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Using bash options to change the behavior of scripts

Bash provides a large number of options that can be used to control the behavior of bash scripts. This post examines some of the more useful ones and explains how to display which options are in use and which are not.

Exiting when an error occurs

If you want a bash script to exit soon as it encounters an error—any error at all—in your scripts, you can add the set -o errexit option. If your script contains a syntax error, tries to read a file that doesn’t exist, attempts to append to a file when you don’t have permission to do so, or misuses a command in some way, the script will end abruptly. Here is a simple example:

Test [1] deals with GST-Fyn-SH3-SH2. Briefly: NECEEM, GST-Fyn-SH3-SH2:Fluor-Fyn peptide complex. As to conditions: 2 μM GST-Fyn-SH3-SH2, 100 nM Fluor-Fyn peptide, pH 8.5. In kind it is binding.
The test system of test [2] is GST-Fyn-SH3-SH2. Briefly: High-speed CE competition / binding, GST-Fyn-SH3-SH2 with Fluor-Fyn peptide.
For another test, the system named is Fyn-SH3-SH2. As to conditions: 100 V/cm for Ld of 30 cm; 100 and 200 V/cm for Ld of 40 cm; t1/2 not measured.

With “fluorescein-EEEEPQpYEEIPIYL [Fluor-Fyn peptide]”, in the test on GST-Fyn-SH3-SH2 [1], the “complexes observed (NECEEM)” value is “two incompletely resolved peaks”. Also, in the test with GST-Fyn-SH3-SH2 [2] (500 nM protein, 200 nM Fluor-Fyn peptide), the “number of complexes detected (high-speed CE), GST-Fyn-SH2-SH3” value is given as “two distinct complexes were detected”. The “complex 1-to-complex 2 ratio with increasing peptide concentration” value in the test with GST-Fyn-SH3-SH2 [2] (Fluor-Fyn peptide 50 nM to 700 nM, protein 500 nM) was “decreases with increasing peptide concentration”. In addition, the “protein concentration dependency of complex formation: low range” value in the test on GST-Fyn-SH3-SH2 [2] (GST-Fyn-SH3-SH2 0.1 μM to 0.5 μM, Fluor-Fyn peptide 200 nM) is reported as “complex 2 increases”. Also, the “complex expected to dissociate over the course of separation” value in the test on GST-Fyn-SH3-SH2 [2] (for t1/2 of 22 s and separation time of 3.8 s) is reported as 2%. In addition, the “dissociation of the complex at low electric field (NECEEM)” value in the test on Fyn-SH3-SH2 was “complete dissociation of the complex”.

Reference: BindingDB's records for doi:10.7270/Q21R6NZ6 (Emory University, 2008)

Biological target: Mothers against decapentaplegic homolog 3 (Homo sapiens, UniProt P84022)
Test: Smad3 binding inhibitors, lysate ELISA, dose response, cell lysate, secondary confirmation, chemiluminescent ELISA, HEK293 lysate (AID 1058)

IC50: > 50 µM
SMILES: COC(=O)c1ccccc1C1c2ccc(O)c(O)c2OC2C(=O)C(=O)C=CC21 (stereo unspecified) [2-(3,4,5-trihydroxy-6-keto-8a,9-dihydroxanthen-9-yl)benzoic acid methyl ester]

#!/bin/bash

set -o errexit

tail NoSuchFile
echo -n “Enter text to be appended> “
read txt
echo $txt >> NoSuchFile

Try to run this script, and you’ll see this:

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Source:: Network World – Linux